WASHINGTON — The Washington Wizards have learned to pass the ball well without John Wall, but at the same time, their ball-handling mistakes underscore how much they miss the all-star guard.
Since Wall went down with a knee injury in late January, the Wizards have played 17 games and won 11. During this span, the team has developed a knack for passing the ball.
In their last 15 games, the Wizards have put up an impressive 68.3 assist percentage, the second-highest percentage in the NBA behind only the Golden State Warriors. This means that nearly 70 percent of every field goal the Wizards made during that stretch came right after a pass.
The Wizards also have the fifth-highest assist per game rate this season, with a total of 24.6 assists per game as a team. In their last 15 games, however, the Wizards have passed the ball well enough for the third-best rate in the league, with 28.1 assists per game.
These are impressive statistics considering that Wall, the team’s primary ball handler, has missed significant time this season and yet still leads the team in total assists.
The Wizards have managed to keep up this high-assist total without the all-star guard thanks to improved passing from both shooting guard Bradley Beal and Tomas Satoransky, who has taken up the role as the team’s starting point guard in Wall’s absence.
“We’re just trying to always find the open man, trying to play smart, trying to move the ball,” Satoransky told Capital News Service after the Wizards’ loss to the Toronto Raptors on Friday. “They’re putting a lot of pressure on Brad so we try to cut, looking for the open man.”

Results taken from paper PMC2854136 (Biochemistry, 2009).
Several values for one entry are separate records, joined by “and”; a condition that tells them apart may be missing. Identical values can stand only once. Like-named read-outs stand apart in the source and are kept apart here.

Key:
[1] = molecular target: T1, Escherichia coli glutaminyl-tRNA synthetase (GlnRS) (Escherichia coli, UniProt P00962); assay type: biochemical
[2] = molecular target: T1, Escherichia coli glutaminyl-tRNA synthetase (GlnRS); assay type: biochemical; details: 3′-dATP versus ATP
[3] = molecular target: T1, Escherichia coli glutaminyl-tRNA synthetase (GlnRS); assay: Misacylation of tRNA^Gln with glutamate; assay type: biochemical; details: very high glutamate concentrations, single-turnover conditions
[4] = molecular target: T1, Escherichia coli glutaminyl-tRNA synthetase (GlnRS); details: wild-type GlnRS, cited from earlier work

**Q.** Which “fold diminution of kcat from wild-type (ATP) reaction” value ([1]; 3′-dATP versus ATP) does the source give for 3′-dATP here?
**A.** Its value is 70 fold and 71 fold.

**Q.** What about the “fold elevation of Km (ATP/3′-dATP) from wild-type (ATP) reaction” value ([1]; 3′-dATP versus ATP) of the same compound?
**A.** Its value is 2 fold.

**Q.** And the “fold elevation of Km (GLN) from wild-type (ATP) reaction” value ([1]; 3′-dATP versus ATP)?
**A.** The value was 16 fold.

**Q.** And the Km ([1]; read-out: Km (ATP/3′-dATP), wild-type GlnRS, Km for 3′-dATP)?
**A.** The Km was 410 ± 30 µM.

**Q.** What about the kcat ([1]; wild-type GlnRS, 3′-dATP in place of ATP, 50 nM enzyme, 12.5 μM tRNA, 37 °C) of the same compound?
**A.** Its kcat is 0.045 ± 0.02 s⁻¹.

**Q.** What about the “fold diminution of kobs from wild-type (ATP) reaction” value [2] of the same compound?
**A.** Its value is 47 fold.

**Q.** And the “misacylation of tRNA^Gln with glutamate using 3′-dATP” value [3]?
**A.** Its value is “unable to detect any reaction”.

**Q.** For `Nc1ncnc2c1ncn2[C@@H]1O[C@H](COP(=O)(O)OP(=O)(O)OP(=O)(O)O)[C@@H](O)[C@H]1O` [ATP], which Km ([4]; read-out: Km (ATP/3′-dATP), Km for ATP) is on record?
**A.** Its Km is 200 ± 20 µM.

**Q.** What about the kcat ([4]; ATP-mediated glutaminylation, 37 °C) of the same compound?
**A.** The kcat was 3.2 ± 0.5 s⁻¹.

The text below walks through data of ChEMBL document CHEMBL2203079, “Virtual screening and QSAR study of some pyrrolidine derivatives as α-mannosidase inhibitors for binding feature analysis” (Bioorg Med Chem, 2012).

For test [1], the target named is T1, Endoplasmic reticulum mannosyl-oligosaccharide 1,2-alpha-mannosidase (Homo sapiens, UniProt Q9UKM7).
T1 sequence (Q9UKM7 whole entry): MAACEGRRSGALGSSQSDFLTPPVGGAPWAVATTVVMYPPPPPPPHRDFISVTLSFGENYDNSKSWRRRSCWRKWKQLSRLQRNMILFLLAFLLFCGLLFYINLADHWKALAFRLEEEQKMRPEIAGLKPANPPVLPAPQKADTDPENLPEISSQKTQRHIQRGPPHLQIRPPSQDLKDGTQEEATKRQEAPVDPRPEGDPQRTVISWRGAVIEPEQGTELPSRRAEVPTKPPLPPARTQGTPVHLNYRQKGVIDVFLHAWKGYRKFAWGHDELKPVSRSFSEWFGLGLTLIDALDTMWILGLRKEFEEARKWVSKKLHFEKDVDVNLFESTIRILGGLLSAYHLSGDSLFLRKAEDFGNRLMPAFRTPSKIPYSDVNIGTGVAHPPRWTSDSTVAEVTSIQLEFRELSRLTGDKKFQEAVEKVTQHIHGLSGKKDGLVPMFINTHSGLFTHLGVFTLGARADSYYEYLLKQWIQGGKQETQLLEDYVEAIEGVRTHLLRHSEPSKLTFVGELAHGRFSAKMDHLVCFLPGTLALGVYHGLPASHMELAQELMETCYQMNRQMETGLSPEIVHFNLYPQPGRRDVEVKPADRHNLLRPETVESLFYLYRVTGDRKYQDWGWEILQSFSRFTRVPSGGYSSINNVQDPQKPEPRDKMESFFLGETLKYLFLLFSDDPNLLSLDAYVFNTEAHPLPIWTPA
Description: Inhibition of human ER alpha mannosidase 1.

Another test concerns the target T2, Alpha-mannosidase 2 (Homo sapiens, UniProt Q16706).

While assists have gone up without Wall, the team has also been turning over the ball excessively. In their last 15 games, the Wizards have averaged 15.5 turnovers a game, the fifth-highest total in the league during that span.
Although the Wizards picked up a narrow 117-113 win over the Miami Heat in overtime Tuesday night, the team allowed 19 turnovers that turned into 29 points for the Heat. It was a close game that the Wizards could have won in regulation had they not turned over the ball so much.
The team’s struggle with turnovers has resulted in easier offense for opposing teams this season. During their last 15 games, the Wizards have allowed opponents to score 20.5 points off of turnovers, the second-highest total in the league behind the struggling Memphis Grizzlies.
“We just need to be simple,” Beal said in a statement. “Sometimes we try to make the home-run play or a play that’s not there to get the assist, or whatever it may be.”
Part of the problem with the turnovers is that Wall was usually the player who took the ball up the court. He helped determine the flow of the offense, which is something Beal and Satoransky have been unable to do as effectively as Wall.
With the all-star guard still weeks away from returning to action, the Wizards will have to find a solution to their turnover problem soon. There are only 17 regular season games left and these games will help determine seeding when the playoffs start.
“All we have to do is move the ball, share it and shoot it,” Beal said. “Shoot it when you’re open and if you don’t shoot it when you’re open, that’s when the turnovers are allowed to happen.”